1. COMPOSITE RESIN BOND STRENGTH TO ETCHED DENTINWITH ONE SELF PRIMING ADHESIVE

    P SAMIMI

    2002-09-01

    Full Text Available Introduction. The purpose of this study was to compare shear bond strength of composite resins to etched dentin in both dry and wet dentin surface with active and inactive application of a single-bottle adhesive resin (Single Bond, 3M Dental products. Methods. Fourthy four intact human extracted molars and premolars teeth were selected. The facial surfaces of the teeth were grounded with diamond bur to expose dentin. Then specimens were divided into four groups of 11 numbers (9 Molars and 2 Premolars. All the samples were etched with Phosphoric Acid Gel 35% and then rinsed for 10 seconds. The following stages were carried out for each group: Group I (Active-Dry: After rinsing, air drying of dentin surface for 15 seconds, active priming of adhesive resin for 15 seconds, air drying for 5 seconds, the adhesive resin layer was light cured for 10 seconds. Group III (Inactive-Dry:After rinsing, air drying of dentin surface for 15 seconds, adhesive resin was applied and air dryied for 5 seconds, the adhesive layer was light cured for 10 seconds. Group III (Active-Wet:After rinsing, removal of excess water of dentin surface with a cotton roll, active priming of adhesive resin for 15 seconds and air drying for 5 seconds, the adhesive layer was light cured for 10 seconds. Group IV (Inactive-Wet:After rinsing, removal of excess water of dentin surface with a cotton roll, the adhesive resin was applied and air dryied for 5 seconds and then cured for 10 seconds. After adhesive resin application, composite resin (Z250, 3M Dental products was applied on prepared surface with cylindrical molds (with internal diameter of 2.8mm, & height of 5mm and light-cured for 100 seconds (5x20s. The samples were then thermocycled. They were located in 6±3c water .temperature for 10 seconds and then 15 seconds in inviromental temperature, 10s in 55±3c water temperature and then were located at room temperature for 15s. This test was repeated for 100s. All of the specimens

  2. The influence of an adhesive system on shear bond strength of repaired high-copper amalgams.

    Hadavi, F; Hey, J H; Ambrose, E R; elBadrawy, H E

    1991-01-01

    The shear bond strengths of intact high-copper spherical and admixed amalgams were compared with repaired high-copper spherical and admixed amalgam specimens with and without the use of an adhesive system (Amalgambond). In the spherical group the shear bond strength of the repaired specimens was found to be 55 and 53.2% of the intact specimens without and with the use of the adhesive system. After thermocycling those percentages were 48.5 and 43. In the admixed groups those percentages were 39, 36.5, 34.5, and 35.2 respectively. It was found that the application of Amalgambond did not significantly increase the strength of the repaired amalgam. Thermocycling only had a significantly adverse effect on the repair strength in the admixed group repaired without an adhesive system. PMID:1813872

  3. Effect of new adhesion promoter and mechanical interlocking on bonding strength in metal-polymer composites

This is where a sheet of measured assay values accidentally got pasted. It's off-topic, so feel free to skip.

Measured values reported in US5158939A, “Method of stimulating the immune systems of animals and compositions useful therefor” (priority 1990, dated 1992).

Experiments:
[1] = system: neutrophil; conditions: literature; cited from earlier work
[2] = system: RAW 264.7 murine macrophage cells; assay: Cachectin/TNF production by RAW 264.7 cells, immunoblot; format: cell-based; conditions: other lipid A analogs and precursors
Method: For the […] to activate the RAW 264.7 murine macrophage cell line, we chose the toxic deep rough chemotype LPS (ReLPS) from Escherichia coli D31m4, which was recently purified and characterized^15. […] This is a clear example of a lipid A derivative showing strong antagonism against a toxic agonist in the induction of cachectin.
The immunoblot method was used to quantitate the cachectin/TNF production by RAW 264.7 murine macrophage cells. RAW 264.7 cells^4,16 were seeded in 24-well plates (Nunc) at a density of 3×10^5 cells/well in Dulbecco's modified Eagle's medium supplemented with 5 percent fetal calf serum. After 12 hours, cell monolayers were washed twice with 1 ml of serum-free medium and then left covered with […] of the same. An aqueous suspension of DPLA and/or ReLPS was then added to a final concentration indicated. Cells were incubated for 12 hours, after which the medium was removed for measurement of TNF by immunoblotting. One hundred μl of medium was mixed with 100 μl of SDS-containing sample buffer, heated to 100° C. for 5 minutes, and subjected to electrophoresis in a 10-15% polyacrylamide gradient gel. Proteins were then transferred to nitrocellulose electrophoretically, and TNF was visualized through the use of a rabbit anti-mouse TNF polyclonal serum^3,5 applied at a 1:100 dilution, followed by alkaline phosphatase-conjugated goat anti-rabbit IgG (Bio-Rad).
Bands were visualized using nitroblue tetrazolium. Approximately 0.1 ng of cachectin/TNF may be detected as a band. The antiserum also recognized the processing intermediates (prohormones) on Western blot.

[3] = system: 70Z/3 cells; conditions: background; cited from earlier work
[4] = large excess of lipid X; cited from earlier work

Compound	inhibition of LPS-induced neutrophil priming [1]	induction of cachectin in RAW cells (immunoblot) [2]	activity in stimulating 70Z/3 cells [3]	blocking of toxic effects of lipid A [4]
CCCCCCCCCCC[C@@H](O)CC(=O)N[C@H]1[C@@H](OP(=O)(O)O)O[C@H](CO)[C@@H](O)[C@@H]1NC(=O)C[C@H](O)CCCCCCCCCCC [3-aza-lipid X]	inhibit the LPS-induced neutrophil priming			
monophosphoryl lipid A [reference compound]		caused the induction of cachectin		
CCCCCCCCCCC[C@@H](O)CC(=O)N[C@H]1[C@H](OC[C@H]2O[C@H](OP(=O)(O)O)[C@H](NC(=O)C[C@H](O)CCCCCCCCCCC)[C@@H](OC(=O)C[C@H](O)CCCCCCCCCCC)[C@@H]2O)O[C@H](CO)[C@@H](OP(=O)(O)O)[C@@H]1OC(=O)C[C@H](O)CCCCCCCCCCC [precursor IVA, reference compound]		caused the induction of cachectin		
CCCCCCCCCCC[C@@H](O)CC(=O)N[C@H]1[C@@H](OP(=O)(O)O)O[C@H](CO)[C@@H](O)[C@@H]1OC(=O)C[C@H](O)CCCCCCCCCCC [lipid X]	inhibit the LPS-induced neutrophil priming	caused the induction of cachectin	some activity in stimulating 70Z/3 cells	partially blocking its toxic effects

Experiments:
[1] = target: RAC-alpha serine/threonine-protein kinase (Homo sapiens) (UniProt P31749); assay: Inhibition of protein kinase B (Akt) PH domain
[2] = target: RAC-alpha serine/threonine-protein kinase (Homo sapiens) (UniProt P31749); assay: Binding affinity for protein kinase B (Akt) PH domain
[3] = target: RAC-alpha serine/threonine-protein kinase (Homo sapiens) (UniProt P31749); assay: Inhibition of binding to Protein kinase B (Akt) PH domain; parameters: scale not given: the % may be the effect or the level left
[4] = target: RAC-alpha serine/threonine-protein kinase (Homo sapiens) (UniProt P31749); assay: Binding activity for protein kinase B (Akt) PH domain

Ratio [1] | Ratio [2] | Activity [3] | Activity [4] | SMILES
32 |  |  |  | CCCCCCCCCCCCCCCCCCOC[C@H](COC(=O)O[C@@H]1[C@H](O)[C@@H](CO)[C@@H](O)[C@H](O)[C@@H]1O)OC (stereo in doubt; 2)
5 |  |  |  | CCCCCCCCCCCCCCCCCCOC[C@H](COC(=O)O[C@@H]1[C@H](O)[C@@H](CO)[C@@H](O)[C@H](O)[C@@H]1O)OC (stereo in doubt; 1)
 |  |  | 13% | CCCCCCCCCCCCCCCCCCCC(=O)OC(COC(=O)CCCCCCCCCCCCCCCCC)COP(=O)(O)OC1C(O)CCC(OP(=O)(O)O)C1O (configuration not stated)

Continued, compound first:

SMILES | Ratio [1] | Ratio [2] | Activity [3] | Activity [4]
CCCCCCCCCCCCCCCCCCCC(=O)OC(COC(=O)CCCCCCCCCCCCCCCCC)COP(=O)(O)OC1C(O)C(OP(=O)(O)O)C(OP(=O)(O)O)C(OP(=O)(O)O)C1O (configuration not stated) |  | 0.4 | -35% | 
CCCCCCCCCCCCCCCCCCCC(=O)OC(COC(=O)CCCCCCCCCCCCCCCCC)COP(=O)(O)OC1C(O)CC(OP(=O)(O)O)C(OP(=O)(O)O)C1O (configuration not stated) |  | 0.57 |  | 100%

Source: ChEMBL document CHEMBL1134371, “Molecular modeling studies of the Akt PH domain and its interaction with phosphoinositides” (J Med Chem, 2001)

Schuberth, A.; Göring, M.; Lindner, T.; Töberling, G.; Puschmann, M.; Riedel, F.; Scharf, I.; Schreiter, K.; Spange, S.; Lampke, T.

    2016-03-01

    There are various opportunities to improve the adhesion between polymer and metal in metal-plastic composites. The addition of a bonding agent which reacts with both joining components at the interfaces of the composite can enhance the bonding strength. An alternative method for the adjustment of interfaces in metal-plastic composites is the specific surface structuring of the joining partners in order to exploit the mechanical interlock effect. In this study the potential of using an adhesion promoter based on twin polymerization for metal-plastic composites in combination with different methods of mechanical surface treatment is evaluated by using the tensile shear test. It is shown that the new adhesion promoter has a major effect when applied on smooth metal surfaces. A combination of both mechanical and chemical surface treatment of the metal part is mostly just as effective as the application of only one of these surface treatment methods.

  4. Optimisation of industrial production of low-force sensors - adhesive bonding of force-centring ball

    Maeder, T.; Jacq, C.; Blot, M.; Ryser, P.

    2016-01-01

    This work addresses the issue of attaching the force-centring part (a round ball) to the load cell of a force sensor, a piezoresistive thick-film Wheatstone bridge deposited onto a ceramic cantilever. As the current soldering process requires expensive metallisation steps for both the ball and the cantilever, and subjects the solder pads used for mounting the cantilever to an additional reflow cycle, an alternative adhesive bonding process was developed, allowing both simpler production and the use of other ball materials such as ceramic and glass. The selfcentring action of solder capillary forces was ensured by structuring the adhesive so as to form a mechanical cuvette allowing centring of the ball by gravity. The selected adhesive materials exhibited good printability and bonding, as well as surviving the subsequent soldering and cleaning process steps.

  5. Effect of Repeated Container Lid Opening on Dentin Shear Bond Strength of Two Dentin Adhesive Systems

    H. Hassanzadeh

    2008-03-01